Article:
The Music of Old Bach’s Most Talented Son Shines

Orchestra of the Age of Enlightenment at Birmingham Town Hall ★★★★

Fathers and Sons’ was the subtext for this entertaining programme. With first and second violins – antiphonally divided left and right – violas and wind players all standing, the orchestra’s clarity and precision were emphasized. How refreshing to be able to hear and see them, under director and first violin Kati Debretzeni, swiftly shift musical themes and motifs around. Carl Philipp Emanuel Bach (1714-1788) was the most interesting of J.S. Bach’s composing progeny and was part of the movement from the Baroque to Classical styles. His massive catalogue of keyboard works include amazingly imaginative sonatas and fantasies which anticipate, and probably influenced, Beethoven.

His modest Symphony in F major is more conventional but even here in the central Larghetto we feel the anticipatory breeze of the Romantic movement with its sombre minor key keening sound, before the OAE quickly restored decorum with a bright and breezy presto conclusion. The Cello Concerto in A major follows a similar pattern and this splendidly vigorous and virtuosic performance by Jean-Guihen Queyras made me wonder why we don’t hear it more often – it’s not as if the cello concerto repertory is that huge. The sprightly Allegro includes a concise and entertaining cadenza while the jolly, hectic finale – illuminated by Queyras’s smile and quizzically raised eyebrow – was great fun. The central Largo though is the work’s emotional heart: all strings except the soloist are muted and he muses in music both dark, stark and slightly eerie.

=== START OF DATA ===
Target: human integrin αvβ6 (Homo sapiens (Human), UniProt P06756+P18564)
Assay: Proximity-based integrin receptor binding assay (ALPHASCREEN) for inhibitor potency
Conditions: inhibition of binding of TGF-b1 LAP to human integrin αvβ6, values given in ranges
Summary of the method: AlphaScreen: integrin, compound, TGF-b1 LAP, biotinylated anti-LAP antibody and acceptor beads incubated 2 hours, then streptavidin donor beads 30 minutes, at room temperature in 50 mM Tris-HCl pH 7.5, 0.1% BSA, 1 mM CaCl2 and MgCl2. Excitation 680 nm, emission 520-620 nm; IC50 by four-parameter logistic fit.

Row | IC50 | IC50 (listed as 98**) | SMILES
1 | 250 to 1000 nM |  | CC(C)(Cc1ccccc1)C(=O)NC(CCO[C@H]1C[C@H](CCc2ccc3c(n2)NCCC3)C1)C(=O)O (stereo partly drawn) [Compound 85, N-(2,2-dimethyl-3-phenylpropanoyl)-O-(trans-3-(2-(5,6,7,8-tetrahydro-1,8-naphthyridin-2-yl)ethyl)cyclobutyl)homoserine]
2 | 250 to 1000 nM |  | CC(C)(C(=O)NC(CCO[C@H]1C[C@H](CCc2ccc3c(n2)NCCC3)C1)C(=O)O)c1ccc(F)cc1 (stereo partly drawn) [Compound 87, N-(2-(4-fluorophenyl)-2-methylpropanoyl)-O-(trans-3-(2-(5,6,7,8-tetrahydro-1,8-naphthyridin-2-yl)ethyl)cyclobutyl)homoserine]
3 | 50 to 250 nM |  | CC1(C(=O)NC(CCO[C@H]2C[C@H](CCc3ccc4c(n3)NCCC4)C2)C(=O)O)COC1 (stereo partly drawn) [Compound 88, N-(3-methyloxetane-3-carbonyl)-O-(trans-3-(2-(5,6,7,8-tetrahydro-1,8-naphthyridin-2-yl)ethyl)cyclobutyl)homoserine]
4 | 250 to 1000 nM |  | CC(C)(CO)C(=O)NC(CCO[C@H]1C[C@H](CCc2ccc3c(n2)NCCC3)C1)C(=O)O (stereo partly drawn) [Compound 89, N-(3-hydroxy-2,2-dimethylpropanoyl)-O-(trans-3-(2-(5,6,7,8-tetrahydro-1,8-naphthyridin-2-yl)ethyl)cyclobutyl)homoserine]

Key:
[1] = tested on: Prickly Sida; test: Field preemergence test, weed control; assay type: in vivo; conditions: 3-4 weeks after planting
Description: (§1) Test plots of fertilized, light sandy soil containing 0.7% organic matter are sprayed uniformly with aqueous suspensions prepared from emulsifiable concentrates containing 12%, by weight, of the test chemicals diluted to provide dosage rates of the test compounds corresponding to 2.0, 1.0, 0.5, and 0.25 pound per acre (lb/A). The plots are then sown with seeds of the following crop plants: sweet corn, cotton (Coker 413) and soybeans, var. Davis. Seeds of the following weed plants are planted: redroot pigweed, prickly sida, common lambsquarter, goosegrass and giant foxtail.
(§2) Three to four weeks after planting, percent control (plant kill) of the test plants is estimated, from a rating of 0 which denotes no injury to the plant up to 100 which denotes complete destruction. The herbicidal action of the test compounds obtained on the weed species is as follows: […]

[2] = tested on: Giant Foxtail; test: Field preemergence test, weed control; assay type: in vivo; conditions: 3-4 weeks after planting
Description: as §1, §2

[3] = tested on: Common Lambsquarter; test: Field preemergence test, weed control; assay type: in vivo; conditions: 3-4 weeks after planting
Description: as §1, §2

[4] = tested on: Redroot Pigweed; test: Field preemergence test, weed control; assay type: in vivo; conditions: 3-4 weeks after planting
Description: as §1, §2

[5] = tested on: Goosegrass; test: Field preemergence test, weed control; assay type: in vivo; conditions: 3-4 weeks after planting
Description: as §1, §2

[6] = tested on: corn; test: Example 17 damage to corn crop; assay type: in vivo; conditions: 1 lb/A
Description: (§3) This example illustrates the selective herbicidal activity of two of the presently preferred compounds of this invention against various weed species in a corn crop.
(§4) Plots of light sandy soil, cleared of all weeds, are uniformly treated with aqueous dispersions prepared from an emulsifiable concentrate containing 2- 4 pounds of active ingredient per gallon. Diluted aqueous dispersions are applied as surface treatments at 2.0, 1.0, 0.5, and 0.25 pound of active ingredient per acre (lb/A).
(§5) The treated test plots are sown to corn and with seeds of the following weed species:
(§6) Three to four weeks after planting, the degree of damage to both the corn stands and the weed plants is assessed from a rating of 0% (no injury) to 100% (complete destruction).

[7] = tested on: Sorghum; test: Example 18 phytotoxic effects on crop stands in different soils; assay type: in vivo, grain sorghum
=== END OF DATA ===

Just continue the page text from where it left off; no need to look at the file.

While CPE Bach was a musical explorer, his younger sibling Johann Christian was a worldly “give the audience what they want” man, as his Sinfonia Concertante for Violin and Cello in B flat major shows. Elegantly and energetically played by Debretzeni and principal cellist Luise Buchberger, it was a pleasing but inconsequential piece. Bach befriended the wunderkind Mozart when the latter visited Bach’s base in London and the two remained friends. Mozart’s Symphony No 34 was composed just before he departed from Salzburg for Munich, to prepare for the premiere of his opera ‘Idomeneo’, and is an important step on the road to Vienna, marriage and independence from his father Leopold. It’s a typical bright and festive C major work ringing with the OAE’s brazen natural trumpets and whacked hard-stick timpani. The finale is the last of his fast-and-furious jigs, all bounce and puppyish energy, with wild and witty music for the woody, pastoral oboes.

Norman Stinchcombe

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